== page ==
There is one tree species that is common in our woods but is sometimes overlooked. That species is the White Ash (Fraxinus americana L.). This species is both fast-growing and long-lived.
White Ash is a member of the Order Lamiales, the Family Oleaceae, the Subfamily Oleaideae, and the Tribe Oleeae. The generic name, Fraxinus, is either Latin for “ash tree”, because its leaves and bark are ash-colored, or is from the Greek word, phraxis, which is ”hedge”, because the European Ash species were used as hedges. The specific epithet, americana, is Latin for “of America”. Other common names for this species are American Ash, American White Ash, Ash, Biltmore Ash, Biltmore White Ash, Canadian Ash, Canadian White Ash, Cane Ash, and Smallseed White Ash.
DESCRIPTION OF THE WHITE ASH
Height: Their height is 50-125 feet.
Diameter: Their diameter at 4½ feet is 2-7 feet.
Crown: The crown is open or dense, symmetrical, conical, oval or oblong, and rounded or pyramidal. It is taller and narrower in the forest and is broader and more rounded in the open.
Trunk: The trunk is tall, clear, and straight. It may be divided or forked. The older trees have buttressed bases.
Bark: The bark is tight and thick. The young bark is smooth and gray. Eastern Cottontail Rabbits (Sylvilagus floridanus J.A. Allen) and North American Beaver (Castor canadensis Kuhl) often eat the young bark. The older bark is light gray to gray-brown with a red tinge and has an interwoven diamond-shaped pattern of sharp, broad, forking, corduroy ridges and deep furrows.
Branches: The few branches upon the young trees are long, straight, and surge upward. These young branches resemble candelabras. This shape minimizes heavy ice and snow loads.
The branches upon the older trees spread outward. The lower branches are more pendulous.
Twigs: The twigs are stout, rounded, hairless, and glabrous. They are gray, tan, medium brown, gray-green, green-brown, or purplish. Its pith is both white and continuous. White-tailed Deer (Odocoileus virginianus Zimmermann) often browse upon these twigs.
Buds: The terminal buds are about ¼ inches long, about ½ inches wide, obtuse, blunt, rounded, gray brown to red-brown, and appear powdery. It has 4-6 leathery, imbricate, and appressed scales. The outer 2 scales are acute and keeled. These buds resemble “bishop’s caps”.
The lateral buds are smaller and are more rounded than the terminal buds. The top lateral buds are located at the base of the terminal buds. All lateral buds are set in deep U- or V-shaped notches located in the upper edges of the semicircular leaf scars.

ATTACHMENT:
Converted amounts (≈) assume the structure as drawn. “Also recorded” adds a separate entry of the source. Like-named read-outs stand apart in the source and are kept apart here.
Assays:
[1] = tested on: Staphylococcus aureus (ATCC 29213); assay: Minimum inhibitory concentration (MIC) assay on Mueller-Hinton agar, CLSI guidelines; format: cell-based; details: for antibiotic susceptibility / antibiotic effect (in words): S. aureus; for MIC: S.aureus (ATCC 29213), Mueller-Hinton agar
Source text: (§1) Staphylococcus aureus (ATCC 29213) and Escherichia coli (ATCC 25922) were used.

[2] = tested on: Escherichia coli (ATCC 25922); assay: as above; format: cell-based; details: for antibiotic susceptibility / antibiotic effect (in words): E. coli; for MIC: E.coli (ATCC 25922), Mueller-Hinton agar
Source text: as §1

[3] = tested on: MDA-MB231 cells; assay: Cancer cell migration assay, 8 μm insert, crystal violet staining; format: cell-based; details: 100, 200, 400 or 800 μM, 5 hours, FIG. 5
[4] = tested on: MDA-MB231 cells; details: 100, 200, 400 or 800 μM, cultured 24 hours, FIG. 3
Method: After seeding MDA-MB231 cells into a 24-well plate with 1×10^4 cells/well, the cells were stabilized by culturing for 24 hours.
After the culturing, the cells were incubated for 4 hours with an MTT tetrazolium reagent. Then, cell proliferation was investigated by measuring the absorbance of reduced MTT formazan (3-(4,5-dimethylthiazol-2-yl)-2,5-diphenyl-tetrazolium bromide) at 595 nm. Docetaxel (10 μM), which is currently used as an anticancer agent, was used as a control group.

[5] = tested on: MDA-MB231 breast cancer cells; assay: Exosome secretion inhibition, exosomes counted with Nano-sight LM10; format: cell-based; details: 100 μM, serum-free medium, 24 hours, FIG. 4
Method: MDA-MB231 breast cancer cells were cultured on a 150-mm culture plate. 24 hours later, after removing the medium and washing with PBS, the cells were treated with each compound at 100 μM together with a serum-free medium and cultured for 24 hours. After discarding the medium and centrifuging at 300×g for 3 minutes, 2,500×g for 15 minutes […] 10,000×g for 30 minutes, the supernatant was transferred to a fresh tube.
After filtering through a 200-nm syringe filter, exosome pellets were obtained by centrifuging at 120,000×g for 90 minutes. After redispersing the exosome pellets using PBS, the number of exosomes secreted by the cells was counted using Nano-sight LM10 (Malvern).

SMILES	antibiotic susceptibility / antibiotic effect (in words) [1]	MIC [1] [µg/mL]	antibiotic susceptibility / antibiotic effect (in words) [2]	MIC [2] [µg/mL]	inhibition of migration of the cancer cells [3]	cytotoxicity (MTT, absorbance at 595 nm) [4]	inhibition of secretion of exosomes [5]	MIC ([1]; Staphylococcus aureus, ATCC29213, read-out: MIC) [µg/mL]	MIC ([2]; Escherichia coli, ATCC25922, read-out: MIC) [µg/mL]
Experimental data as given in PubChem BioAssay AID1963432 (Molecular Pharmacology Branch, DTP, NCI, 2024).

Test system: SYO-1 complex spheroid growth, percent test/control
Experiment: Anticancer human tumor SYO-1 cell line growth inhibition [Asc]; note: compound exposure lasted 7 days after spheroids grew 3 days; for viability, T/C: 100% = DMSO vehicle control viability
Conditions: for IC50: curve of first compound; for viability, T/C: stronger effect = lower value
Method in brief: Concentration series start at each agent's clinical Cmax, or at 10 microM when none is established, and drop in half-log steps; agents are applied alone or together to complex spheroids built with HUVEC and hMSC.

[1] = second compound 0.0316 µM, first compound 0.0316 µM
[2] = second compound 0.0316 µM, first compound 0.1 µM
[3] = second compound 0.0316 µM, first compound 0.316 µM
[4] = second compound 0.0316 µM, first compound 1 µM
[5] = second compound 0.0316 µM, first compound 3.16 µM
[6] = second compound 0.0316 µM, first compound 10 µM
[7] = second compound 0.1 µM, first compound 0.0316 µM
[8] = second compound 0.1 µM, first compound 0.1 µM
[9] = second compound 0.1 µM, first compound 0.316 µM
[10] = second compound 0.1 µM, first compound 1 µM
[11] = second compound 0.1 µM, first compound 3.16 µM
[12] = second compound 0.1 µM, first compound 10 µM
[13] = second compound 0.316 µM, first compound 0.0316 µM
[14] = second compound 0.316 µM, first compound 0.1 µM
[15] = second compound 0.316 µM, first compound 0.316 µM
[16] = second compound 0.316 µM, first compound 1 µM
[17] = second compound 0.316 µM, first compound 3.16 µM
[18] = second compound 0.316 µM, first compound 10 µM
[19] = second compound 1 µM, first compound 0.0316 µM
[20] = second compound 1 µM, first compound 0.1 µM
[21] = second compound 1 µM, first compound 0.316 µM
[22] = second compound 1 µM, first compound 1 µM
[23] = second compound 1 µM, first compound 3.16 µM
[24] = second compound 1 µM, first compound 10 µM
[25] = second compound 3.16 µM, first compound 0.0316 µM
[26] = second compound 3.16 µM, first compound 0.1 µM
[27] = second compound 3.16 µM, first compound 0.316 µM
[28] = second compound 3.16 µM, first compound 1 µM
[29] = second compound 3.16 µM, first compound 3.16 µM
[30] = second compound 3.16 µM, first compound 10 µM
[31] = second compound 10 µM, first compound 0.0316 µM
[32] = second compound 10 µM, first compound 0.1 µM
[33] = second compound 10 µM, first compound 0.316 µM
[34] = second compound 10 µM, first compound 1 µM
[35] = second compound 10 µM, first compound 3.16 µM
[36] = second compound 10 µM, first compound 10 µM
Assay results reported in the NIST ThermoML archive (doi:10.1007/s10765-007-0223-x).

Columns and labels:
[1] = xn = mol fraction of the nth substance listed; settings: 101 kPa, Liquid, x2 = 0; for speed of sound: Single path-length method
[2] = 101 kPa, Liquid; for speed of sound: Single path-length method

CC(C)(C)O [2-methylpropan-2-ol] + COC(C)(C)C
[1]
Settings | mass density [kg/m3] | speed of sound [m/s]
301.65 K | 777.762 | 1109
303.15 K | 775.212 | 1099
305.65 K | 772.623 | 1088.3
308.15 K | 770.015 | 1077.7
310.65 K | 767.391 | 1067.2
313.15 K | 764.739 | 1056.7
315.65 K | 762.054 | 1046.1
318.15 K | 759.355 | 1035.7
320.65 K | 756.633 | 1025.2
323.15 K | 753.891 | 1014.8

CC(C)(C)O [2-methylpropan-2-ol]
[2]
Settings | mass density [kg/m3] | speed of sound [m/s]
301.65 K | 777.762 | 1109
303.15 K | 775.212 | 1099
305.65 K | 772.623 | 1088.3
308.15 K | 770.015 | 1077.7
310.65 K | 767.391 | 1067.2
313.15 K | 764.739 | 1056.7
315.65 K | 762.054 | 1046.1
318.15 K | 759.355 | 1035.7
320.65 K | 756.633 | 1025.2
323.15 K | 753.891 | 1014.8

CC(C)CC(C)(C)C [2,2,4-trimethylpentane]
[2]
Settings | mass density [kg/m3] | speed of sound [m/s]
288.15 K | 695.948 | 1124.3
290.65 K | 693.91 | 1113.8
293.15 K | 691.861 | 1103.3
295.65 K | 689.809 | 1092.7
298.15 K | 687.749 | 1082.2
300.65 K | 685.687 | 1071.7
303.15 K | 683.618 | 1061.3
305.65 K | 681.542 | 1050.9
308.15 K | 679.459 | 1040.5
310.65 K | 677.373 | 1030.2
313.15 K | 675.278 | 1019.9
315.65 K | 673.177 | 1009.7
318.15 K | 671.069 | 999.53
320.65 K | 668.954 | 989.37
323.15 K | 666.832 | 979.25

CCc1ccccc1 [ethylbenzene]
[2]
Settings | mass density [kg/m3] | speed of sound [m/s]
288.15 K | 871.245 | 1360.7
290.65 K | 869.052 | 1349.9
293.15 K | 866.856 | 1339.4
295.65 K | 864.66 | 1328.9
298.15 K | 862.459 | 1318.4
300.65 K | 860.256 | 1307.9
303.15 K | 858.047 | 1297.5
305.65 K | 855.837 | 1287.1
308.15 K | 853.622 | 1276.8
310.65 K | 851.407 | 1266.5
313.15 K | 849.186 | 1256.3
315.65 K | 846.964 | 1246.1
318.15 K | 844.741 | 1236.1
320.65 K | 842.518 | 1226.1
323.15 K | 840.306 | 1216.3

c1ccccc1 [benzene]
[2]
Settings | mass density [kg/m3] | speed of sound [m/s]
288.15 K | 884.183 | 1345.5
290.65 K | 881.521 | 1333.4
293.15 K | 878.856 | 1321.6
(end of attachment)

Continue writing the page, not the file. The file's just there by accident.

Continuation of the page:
Leaf Scars: The leaf scars are slightly raised, giving the twig a knobby or warty appearance. These leaf scars have numerous bundle scars.
Leaves: The leaves are deciduous, opposite, and odd-pinnately compound. The entire leaf is about 8-15 inches long. The leaves arrive late in the spring. These leaves are the largest of all of the Ash leaves.
The stems (petioles) are stout, smooth, glabrous, and grooved. There are no stipules at the base.
Each leaf has 5-13 leaflets. There is 1 terminal leaflet and several paired lateral leaflets. Each leaflet is about 2-6 inches long; about 1-3 inches wide; and is elliptic, oblong-lanceolate, or ovate. It has a pointed apex, a rounded or tapered base, and smooth or finely toothed margins. They are smooth, glossy, and dark green on the top, and are gray-white to pale green and slightly hairy on the bottom. White-tailed Deer often eat these leaves.
In the fall, these leaves may turn dull gray, yellow, gold, bronze, brown, orange, red, maroon, or dark purple. All of these colors may appear upon the same leaf. These leaves often turn color before the leaves of other tree species. In dry years, there may be no leaf colors.
These leaves fall off early. The leaflets of the leaf fall off individually. The fallen leaves, which are high in sugars and in nitrogen, provide rich humus for the Earthworms (Suborder Lumbricina).
Flowers: The flowers are dioecious with separate male and female trees. They are arranged in glabrous, dense, dark purple, panicled clusters. These clusters later expend and turn yellow. They are located upon the shoots from previous seasons. Flowering season is usually April to June, often before the leaves emerge.
Each flower is ¼ inch long; has a 4-lobed, bell-shaped or deeply lobed calyx; and has no corolla. The male flowers have 2-3 stamens. There are often more male flowers than there are female flowers. The female flowers have a 2-celled ovary.
These flowers are wind-pollinated. This pollen can travel only a few hundred feet. The pollen is often dispersed over 3-5 days. The females are receptive to this pollen for about 1 week.
Fruits: The fruits are 1-seeded keys (samaras). Each key is 1-3 inches long, about ¼ inch wide, narrowly obovate, pointed at both ends, and is shaped like a canoe paddle. It has a plump, tubular, cylindrical seed case at 1 end and an elongated flattened wing at the other end. This wing may extend a little along the seed. Its fall colors change from green or red to yellow-tan to light or dark brown. Fruiting season is August to November.
These fruits are borne in large, dense, drooping 5-8 inch long, panicled clusters of 10-100 keys. They often persist throughout the winter and into the following spring. Good seed crops are produced every 3 years.
These seeds are scattered by the wind. Some may travel up to 450 feet. They often spin when they fall to the ground.
Before they can germinate, these seeds need cold stratification for 2-4 months. The seeds can remain dormant upon the ground for up to 7 years.
These seeds attract many animal species. Some of them include Finches (Family Fringillidae), Northern Cardinals (Cardinalis cardinalis L.), and other Songbirds (Suborder Passeri). They also attract Northern Bobwhite Quails (Colinus virginianus L.), Wild Turkeys (Meleagris gallopavo L.), Wood Ducks (Aix sponsa L.), and Rodents (Order Rodentia).
Roots: Its roots are taproots. They are deep in porous soils and are shallow in rocky areas.